CO-Horts Blog

Thursday, November 12, 2020

Overwintering Perennials in Containers

Posted by Sarah Schweig, Broomfield County Extension

You may have perennials in containers rather than in the ground for a number of reasons. Perhaps you incorporated them into patio plantings, or maybe they were bought with the intention of planting them, but you didn’t get around to it. Either way, you’ll need to protect most containerized perennials if you want them to survive the winter. 

USDA Plant Hardiness Zones in Colorado Map

The USDA Plant Hardiness Zone on your plant tag is based on the plant’s ability to survive winters in the ground, and if you want to rely on hardiness zones, you should look two zones colder than your area when considering plants in containers. For reference, we are Zone 6a here in Broomfield, based on average minimum temperatures from -10ºF to -5ºF annually. For two zones colder, think more like parts of Grand County or Park County in Zone 4a, which has average minimum temperatures of -30ºF to -25ºF. Add the fact that hardiness zones are based on 30-year averages (would anyone classify Colorado weather as predictable?), and it’s important to note that even plants rated for two zones colder are no guarantee for winter survival in containers. That said, there are strategies for protecting your perennial containers, and the more hardy the plant, the better their chances of survival.

Plant containers dug into ground


By digging containers into soil, you can get the same insulative protection for roots that they would get if planted in the soil. Water plants before setting in the ground, and dig holes deep enough for plants to sit at the same level they would if planted in the ground. Mulch heavily for added protection.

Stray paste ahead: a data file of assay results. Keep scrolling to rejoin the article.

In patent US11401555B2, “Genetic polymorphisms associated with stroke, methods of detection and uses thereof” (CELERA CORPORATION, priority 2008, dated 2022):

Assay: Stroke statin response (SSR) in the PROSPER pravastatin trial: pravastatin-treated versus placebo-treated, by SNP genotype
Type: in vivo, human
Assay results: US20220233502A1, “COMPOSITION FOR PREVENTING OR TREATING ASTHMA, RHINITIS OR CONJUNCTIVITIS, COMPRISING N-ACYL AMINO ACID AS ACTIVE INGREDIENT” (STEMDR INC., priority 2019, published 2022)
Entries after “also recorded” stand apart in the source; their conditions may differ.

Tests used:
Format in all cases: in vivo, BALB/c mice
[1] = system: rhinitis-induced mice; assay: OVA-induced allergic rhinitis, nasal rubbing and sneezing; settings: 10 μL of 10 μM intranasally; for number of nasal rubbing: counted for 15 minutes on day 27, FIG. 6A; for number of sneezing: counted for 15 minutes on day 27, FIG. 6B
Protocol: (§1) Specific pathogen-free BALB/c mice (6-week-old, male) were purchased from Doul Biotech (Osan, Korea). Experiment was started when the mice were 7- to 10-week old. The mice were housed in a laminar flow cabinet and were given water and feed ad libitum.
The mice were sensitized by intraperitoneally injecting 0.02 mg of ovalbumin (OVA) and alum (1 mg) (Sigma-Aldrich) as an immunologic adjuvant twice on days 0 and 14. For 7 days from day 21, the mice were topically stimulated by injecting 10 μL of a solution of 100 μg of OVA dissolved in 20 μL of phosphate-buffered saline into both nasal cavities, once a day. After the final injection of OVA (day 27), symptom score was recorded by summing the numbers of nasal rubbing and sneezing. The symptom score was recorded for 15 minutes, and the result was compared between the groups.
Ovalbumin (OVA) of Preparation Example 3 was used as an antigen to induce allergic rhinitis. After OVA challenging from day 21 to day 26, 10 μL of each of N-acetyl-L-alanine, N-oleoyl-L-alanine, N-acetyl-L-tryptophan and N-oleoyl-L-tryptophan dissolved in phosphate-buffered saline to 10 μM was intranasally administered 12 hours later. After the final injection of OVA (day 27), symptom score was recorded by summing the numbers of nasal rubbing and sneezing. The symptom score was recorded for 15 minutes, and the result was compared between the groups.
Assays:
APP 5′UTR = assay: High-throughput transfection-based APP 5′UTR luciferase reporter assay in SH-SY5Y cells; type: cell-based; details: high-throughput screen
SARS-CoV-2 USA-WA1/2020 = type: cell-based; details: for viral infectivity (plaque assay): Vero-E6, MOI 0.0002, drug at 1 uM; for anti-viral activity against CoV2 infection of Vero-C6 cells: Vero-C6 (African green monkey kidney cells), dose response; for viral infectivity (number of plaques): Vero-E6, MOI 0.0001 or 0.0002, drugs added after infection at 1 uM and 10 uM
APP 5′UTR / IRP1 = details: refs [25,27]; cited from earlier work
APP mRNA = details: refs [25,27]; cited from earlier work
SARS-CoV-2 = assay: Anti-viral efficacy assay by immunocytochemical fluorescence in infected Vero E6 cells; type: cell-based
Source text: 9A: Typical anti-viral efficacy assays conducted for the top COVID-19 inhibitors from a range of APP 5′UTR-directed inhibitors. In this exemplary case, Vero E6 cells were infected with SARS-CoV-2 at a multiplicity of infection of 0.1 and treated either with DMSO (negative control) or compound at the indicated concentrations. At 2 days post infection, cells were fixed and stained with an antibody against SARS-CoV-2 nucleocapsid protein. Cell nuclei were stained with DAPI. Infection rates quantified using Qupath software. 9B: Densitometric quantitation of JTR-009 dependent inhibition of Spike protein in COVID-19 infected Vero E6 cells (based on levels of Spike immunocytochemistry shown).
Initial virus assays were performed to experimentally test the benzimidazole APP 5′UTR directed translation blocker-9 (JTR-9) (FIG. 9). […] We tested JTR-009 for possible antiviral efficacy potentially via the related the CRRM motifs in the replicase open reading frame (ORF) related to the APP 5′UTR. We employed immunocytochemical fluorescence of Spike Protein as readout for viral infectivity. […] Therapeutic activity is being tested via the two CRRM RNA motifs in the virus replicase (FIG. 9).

Drying winds and temperature fluctuations are as much an issue as low temperatures when it comes to winter survival. Soil heaving can occur when soils freeze and thaw repeatedly, potentially breaking roots or exposing sensitive parts of the plant. Larger containers can help mitigate soil desiccation and temperatures and therefore increase chances for winter survival. You can also simulate this positive effect by grouping containers together. Allow the containers to protect each other by placing larger containers on the outside of the huddle and smaller containers on the inside. Get added protection by placing in an area protected from wind and mulching around and over the tops of the pots.


Unheated indoor spaces like garages or sheds are another option. Many perennials require annual cold temperatures and a dormancy period, so this space should ideally stay around 30º - 40ºF, warm enough to protect from injury and cold enough for vernalization. Don’t forget to check on plants stored indoors periodically and water when dry.


For all of these options, continue to water plants until soil freezes, and water throughout the winter when temperatures are above 40ºF. It’s important to keep an eye on your containers as temperatures begin to warm and stabilize in the spring. You don’t want to expose plants too quickly to environmental conditions. On the other hand, if protection remains in place too long, plants could start their spring growth prematurely. For those stored indoors, begin to bring outside when night time temperatures are around freezing. Late cold snaps may require bringing the pots back in temporarily, but it’s a small price to pay if they’ve made it that far. For pots huddled together in a protected outdoor location, begin to remove mulch gradually over a number of weeks as the weather warms. For pots sunk in the ground, remove them at the early signs of new growth to avoid their roots growing into the surrounding soil.


  1. Great information! I shred my leaves in the fall and pack them in between and over the pots i am overwintering. Then I take any bags (compost, topsoil, mulch, etc) and ring the pots with the bags.